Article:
Iris Melanoma



Iris nevi and melanomas are the most common primary tumors of the iris, with an incidence ranging from 50-70% of all iris tumors; of these, 10-24% may be melanomas. Melanomas arise from malignant proliferation of the neuroectodermally derived iris stromal melanocytes, which replaces the normal iris stromal architecture. Considerable controversy exists regarding the histopathologic classification and the malignant potential of iris melanomas.

Go to Ciliary Body Melanoma, Choroidal Melanoma, and Conjunctival Melanoma for complete information on these topics.

Pathophysiology and Etiology

Most iris melanomas are believed to arise from active growth in preexisting nevi. Epidemiologic studies suggest that sunlight exposure plays a role in their pathogenesis. Chromosomal mutations may be involved.

Secondary glaucoma in iris melanomas may result from several different mechanisms, including the following:


Although iris melanomas are the most frequent primary malignancy of the iris, they form only a small proportion (3-13%) of all uveal melanomas. Clinical and histopathologic studies show that only 13-25% of all suspected iris melanomas actually meet the criteria for melanomas.

The average age at diagnosis is 40-50 years; however, persons of any age can be affected. No known sexual predilection exists. In a study surveying 3680 iris tumors based on patient age at presentation, Shields et al found that nevus (42%), iris pigment epithelium (IPE) cyst (19%), and melanoma (17%) were the most common specific diagnoses at all ages.[1]

Iris melanomas are more common in whites and in people with light-colored irides than in people of Asian or African descent.

Clinical Presentation

Patient history

Many patients provide a history of a nevus existing since childhood that has suddenly undergone rapid growth. Patients may present because of cosmetic concerns. Some patients may experience pain as a result of increased intraocular pressure.

Physical examination

Iris melanomas may be circumscribed or diffuse. Circumscribed melanomas have a nodular shape and are more common in the inferior iris. They can grow anteriorly into the anterior chamber or posteriorly into the posterior chamber, usually being limited by the lens and giving a “lion’s paw” appearance on ultrasonographic biomicroscopy (UBM). Melanomas involving the anterior chamber angle can also invade the ciliary body. Thus, in these tumors, gonioscopy and UBM of the ciliary body is critical.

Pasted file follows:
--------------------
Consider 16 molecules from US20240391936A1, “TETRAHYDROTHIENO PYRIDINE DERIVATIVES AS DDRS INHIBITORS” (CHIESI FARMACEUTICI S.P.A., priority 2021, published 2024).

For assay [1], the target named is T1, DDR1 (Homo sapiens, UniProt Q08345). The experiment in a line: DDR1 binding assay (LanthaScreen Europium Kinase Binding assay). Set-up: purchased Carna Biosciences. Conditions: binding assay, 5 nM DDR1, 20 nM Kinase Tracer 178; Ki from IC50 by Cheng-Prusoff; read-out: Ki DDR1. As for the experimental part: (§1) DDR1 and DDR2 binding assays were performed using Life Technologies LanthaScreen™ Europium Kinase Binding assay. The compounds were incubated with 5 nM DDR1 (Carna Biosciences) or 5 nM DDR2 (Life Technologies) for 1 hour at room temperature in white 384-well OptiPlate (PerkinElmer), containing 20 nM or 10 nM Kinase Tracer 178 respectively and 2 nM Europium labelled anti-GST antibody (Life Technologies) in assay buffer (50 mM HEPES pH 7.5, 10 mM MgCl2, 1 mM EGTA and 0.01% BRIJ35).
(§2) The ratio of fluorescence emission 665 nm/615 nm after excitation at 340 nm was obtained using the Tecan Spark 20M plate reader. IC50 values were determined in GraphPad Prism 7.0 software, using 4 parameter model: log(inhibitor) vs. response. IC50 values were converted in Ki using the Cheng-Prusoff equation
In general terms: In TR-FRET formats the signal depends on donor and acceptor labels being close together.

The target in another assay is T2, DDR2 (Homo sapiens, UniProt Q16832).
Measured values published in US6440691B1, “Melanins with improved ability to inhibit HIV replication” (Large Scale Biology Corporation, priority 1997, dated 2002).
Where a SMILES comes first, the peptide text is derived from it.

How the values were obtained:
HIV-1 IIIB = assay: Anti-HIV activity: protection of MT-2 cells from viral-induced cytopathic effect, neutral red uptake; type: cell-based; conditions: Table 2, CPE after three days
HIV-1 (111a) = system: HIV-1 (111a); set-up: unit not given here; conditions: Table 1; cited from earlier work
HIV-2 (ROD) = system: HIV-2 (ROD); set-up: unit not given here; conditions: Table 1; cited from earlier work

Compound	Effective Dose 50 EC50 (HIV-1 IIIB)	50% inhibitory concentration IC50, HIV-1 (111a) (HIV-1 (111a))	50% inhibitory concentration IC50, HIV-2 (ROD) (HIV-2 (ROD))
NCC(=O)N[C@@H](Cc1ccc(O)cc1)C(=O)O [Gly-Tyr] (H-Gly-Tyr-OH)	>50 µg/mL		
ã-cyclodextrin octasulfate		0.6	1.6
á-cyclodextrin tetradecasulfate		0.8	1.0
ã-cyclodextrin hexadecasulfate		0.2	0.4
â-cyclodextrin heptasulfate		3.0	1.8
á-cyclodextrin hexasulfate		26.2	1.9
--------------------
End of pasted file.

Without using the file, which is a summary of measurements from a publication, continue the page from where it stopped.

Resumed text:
Diffuse melanomas cause acquired heterochromia and are associated with glaucoma. This glaucoma tends to respond poorly to medical management and causes severe disc cupping and functional loss. Diffuse melanomas also tend to be of the epithelioid cell type and carry a higher risk of metastasis than circumscribed melanomas do.

Ring melanomas involve more than two thirds of the angle and have associated glaucoma. Tapioca melanomas are multifocal nodules projecting into the anterior chamber that may be associated with glaucoma.

According to Shields, criteria for a clinical diagnosis of melanoma are as follows:[2]

Ciliary body involvement is associated with a higher incidence of malignancy. Medial location and pigment dispersion onto the iris or the angle structures are associated with tumor growth.

Many of these traditional signs of malignancy are being challenged by new studies. However, even though many of these features may be more common in benign tumors than in malignant melanomas, their presence should alert the ophthalmologist to closely monitor the lesion.

A thorough ophthalmologic examination, including transillumination and indirect examination with scleral depression, is essential for differentiating among iris cysts, primary iris tumors, and primary ciliary body melanomas.

Gonioscopy and UBM of the entire ciliary body must also be performed to rule out involvement before any therapeutic decisions are made.


Potential complications of iris melanoma include the following:

Differential Diagnosis

The differential diagnosis includes the following:

Leiomyoma, Iris

Other problems to consider include the following:

Imaging Studies

Sequential photography

Sequential predilation photographs of iris lesions are extremely helpful for monitoring the lesions’ size and growth.

Ultrasonographic biomicroscopy

Ultrasonographic biomicroscopy (UBM) can be extremely helpful in differentiating solid iris masses from iris cysts. The anterior chamber angle can also be viewed, and ciliary body involvement can be evaluated. Nodular melanomas with posterior extension delimited by the lens may show a “lion’s paw” appearance on UBM. UBM has recently been used to help monitor the characteristics of these lesions after brachytherapy.[3]

Other studies

B-scan ultrasonography is recommended only if a ciliary body tumor is suspected. Fluorescein angiography may show irregular vascular channels with late filling. However, this modality is rarely helpful and is usually not done in clinical practice.